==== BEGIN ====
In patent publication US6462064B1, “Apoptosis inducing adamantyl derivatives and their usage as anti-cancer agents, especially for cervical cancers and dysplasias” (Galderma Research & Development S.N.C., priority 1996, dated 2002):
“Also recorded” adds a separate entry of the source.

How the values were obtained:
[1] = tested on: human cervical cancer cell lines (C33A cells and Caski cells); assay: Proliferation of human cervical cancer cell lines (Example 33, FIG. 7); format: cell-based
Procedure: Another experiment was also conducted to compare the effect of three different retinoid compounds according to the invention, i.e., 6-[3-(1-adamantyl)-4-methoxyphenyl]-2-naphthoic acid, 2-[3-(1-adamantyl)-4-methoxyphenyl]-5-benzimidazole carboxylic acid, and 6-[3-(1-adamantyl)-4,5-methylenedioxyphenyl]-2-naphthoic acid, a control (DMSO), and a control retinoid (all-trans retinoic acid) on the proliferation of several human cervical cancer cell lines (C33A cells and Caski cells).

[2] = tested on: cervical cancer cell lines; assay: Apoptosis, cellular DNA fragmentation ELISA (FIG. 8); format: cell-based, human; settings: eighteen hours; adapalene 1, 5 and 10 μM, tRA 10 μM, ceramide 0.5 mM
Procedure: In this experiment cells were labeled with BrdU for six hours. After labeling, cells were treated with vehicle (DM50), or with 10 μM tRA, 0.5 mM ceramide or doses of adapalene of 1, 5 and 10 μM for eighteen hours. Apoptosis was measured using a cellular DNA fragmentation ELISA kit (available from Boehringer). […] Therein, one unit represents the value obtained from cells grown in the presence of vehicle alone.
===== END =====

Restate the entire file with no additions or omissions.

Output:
In patent publication US6462064B1, “Apoptosis inducing adamantyl derivatives and their usage as anti-cancer agents, especially for cervical cancers and dysplasias” (Galderma Research & Development S.N.C., priority 1996, dated 2002):
“Also recorded” adds a separate entry of the source.

How the values were obtained:
[1] = tested on: human cervical cancer cell lines (C33A cells and Caski cells); assay: Proliferation of human cervical cancer cell lines (Example 33, FIG. 7); format: cell-based
Procedure: Another experiment was also conducted to compare the effect of three different retinoid compounds according to the invention, i.e., 6-[3-(1-adamantyl)-4-methoxyphenyl]-2-naphthoic acid, 2-[3-(1-adamantyl)-4-methoxyphenyl]-5-benzimidazole carboxylic acid, and 6-[3-(1-adamantyl)-4,5-methylenedioxyphenyl]-2-naphthoic acid, a control (DMSO), and a control retinoid (all-trans retinoic acid) on the proliferation of several human cervical cancer cell lines (C33A cells and Caski cells).

[2] = tested on: cervical cancer cell lines; assay: Apoptosis, cellular DNA fragmentation ELISA (FIG. 8); format: cell-based, human; settings: eighteen hours; adapalene 1, 5 and 10 μM, tRA 10 μM, ceramide 0.5 mM
Procedure: In this experiment cells were labeled with BrdU for six hours. After labeling, cells were treated with vehicle (DM50), or with 10 μM tRA, 0.5 mM ceramide or doses of adapalene of 1, 5 and 10 μM for eighteen hours. Apoptosis was measured using a cellular DNA fragmentation ELISA kit (available from Boehringer). […] Therein, one unit represents the value obtained from cells grown in the presence of vehicle alone.